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Social media ideas for amusement parks

I spent the day at Sea World in San Antonio with my family and as we went through the park I searched for signs of the digital and social media age.  I was surprised not to find any. In fact, the amusement park today is much like the amusement park I remember as a child and teenager. The focus is on selling the season pass, the end-less refill soda,  the gift shop at the end of the ride, and other extras not part of the base ticket price(not that I recognized that as kid).  I did a quick scan on Facebook for Sea World and Six Flags and found they do have fan pages, but the pages appear to be more of a bulletin board for information.  I didn’t see anything immediately engaging to the fans.  So here are some quick thoughts about how amusement parks can use social media to engage their audience and employees better:

Moving scavenger hunt

Find seven or so themed items that fit with the park and place them in different locations each day. Individuals or groups must find all of the items and submit a picture with themselves and a unique code from their ticket stub via their mobile device.  Those without picture mobile may send a text message with their unique code and the location of the item.  All correct entries received at the end of the day are entered into a drawing for a prize.   This type of game engages both the employees to find hidden locations as well as the paying customers. Customers are not likely to give away the location of the items because it decreases their chances of winning. The concept is similar to the hidden Mickeys at Disney World. But the number of the items should be much less and move each day to keep the game refreshed.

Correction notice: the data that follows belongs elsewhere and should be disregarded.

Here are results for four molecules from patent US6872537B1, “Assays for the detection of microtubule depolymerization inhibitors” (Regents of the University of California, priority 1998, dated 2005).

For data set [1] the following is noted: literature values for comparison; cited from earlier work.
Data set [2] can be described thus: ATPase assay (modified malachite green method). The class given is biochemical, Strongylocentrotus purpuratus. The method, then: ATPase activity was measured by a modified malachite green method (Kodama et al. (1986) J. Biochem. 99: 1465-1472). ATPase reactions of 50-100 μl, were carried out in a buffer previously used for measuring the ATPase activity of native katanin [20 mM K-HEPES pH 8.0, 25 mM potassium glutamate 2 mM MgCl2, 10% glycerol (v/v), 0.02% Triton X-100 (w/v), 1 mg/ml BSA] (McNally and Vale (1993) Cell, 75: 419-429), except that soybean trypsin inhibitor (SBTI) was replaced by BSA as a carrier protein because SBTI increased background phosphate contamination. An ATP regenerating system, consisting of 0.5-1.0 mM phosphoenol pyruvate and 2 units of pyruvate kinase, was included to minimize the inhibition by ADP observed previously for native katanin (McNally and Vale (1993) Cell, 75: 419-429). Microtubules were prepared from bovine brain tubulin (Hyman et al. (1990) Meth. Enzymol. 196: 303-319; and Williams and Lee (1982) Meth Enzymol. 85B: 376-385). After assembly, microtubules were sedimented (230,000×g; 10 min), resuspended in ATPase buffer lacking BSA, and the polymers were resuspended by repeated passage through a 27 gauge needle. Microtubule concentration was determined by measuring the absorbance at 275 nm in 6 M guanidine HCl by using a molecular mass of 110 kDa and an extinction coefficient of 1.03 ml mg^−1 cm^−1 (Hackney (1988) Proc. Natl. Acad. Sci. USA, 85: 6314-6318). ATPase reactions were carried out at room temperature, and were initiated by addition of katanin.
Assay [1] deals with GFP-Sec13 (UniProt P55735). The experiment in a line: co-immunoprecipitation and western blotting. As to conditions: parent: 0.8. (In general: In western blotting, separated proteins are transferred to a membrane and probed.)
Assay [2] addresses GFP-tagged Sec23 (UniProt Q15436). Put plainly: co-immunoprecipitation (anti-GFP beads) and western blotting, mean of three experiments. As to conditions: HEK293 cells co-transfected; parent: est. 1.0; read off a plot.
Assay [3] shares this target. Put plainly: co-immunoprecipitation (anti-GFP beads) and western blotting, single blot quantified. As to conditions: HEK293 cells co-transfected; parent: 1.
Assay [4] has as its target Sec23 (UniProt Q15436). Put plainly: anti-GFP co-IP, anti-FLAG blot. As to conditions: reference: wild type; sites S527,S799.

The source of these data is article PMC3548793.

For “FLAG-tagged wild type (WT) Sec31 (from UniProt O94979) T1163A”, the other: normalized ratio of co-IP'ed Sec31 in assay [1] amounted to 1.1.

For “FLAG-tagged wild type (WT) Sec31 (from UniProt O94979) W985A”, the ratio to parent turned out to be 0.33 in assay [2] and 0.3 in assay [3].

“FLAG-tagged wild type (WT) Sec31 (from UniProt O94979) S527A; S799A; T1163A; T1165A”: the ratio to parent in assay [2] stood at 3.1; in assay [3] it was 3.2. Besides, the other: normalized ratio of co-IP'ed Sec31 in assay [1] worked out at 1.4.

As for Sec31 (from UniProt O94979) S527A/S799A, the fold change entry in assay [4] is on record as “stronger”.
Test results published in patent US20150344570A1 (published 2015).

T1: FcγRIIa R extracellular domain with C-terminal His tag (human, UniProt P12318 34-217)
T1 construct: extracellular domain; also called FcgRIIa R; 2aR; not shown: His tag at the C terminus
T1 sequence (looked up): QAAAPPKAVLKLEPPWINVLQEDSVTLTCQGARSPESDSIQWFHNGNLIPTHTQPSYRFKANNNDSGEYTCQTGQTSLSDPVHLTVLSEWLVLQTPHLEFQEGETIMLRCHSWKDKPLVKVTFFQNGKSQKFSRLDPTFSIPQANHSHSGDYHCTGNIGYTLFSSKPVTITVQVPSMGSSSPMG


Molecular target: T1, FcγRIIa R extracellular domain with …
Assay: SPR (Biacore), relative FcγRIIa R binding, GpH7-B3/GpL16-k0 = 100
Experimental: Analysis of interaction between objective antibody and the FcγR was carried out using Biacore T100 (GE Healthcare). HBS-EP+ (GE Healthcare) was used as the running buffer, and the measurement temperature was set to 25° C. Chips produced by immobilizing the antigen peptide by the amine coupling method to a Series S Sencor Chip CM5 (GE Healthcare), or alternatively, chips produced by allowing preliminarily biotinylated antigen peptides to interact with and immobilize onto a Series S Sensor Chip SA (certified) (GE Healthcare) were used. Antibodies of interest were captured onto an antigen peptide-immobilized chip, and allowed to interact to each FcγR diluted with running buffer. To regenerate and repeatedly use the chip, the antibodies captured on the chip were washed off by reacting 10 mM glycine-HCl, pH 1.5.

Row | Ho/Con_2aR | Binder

Review it!

Invite customers to review certain areas or attractions in the park such as eateries or rides.  Reviews could be posted on sites such as Yelp, Facebook, or Twitter .  Have a social media team setup to scan and read the reviews each day.  Pick a winner for a prize! Again, this engages the audience because they are encouraged to more closely examine the attraction and it pros/cons.  The amusement park benefits because the review becomes a customer survey loaded with information about what is right and what can be improved.  Offer incentives to employees for having positive reviews. This promotes better customer focus and everyone benefits.

Video my fun!

Let’s face it, many customers today enter amusement parks with some type of video recording device. It might be a Flip or even a mobile device.  So designate an area in the park with a themed backdrop and some props. Have individuals or groups use the area and create a short video (less than 1 minute) about their experience in the park.  Videos should be submitted to the amusement park channel on YouTube where other customers vote for the best daily video. The winning video receives a prize.  I like this idea because it brings out the creativity in the customer base but creates a free commercial for the amusement park as well. Customers will remain connected with the brand as they watch the videos and vote.